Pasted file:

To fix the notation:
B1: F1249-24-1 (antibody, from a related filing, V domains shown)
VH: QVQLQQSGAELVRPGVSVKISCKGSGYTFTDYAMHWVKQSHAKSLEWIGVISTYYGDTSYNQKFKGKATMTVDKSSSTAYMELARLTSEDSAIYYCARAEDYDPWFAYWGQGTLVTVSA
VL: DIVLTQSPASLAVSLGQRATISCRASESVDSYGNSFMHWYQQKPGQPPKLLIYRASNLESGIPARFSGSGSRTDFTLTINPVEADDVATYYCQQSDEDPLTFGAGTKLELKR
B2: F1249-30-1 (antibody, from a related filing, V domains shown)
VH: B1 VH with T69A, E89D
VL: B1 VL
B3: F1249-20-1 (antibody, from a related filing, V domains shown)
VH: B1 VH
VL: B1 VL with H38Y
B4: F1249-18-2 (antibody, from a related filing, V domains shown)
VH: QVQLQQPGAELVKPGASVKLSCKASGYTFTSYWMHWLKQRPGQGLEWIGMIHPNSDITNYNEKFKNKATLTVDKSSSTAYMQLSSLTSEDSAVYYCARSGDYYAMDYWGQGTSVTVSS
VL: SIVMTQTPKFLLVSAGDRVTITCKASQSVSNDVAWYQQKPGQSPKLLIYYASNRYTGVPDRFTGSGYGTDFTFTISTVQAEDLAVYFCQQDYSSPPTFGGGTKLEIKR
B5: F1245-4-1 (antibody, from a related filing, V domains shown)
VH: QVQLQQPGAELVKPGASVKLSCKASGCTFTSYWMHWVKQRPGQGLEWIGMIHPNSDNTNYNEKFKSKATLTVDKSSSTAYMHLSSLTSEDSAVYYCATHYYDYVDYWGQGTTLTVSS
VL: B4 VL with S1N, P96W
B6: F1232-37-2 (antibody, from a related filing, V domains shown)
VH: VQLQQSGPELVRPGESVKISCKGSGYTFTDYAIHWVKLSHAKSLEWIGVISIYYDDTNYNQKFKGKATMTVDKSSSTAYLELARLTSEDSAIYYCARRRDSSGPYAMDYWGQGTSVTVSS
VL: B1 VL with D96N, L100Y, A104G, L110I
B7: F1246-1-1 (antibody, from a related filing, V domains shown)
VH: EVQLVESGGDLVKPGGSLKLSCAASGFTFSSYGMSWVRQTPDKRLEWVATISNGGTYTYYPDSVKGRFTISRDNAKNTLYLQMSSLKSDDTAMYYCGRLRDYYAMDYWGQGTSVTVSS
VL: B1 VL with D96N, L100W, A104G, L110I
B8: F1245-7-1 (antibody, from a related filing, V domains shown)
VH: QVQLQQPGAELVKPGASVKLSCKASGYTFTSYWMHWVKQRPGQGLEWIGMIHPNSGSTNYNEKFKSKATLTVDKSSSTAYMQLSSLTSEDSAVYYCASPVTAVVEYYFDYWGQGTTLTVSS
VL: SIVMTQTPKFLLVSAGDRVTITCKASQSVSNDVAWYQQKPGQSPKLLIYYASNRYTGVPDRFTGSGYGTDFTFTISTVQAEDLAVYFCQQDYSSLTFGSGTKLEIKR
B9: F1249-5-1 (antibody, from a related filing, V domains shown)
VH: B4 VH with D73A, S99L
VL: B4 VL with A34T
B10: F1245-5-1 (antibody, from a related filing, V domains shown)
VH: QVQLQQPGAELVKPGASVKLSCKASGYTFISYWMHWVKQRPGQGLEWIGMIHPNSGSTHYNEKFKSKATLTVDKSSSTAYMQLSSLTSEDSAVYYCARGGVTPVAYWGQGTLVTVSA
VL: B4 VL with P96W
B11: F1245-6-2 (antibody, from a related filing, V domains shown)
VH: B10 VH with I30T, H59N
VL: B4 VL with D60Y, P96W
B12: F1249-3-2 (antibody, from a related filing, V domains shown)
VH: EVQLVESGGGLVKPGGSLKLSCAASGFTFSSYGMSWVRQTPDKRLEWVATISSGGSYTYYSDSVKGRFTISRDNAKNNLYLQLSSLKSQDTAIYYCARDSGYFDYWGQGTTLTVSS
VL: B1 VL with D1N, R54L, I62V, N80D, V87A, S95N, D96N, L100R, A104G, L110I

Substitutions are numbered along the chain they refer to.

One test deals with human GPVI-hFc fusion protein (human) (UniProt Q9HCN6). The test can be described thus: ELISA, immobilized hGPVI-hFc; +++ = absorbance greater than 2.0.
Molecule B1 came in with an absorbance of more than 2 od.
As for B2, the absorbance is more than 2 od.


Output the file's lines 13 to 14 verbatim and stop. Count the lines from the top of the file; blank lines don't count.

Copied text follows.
VL: SIVMTQTPKFLLVSAGDRVTITCKASQSVSNDVAWYQQKPGQSPKLLIYYASNRYTGVPDRFTGSGYGTDFTFTISTVQAEDLAVYFCQQDYSSPPTFGGGTKLEIKR
B5: F1245-4-1 (antibody, from a related filing, V domains shown)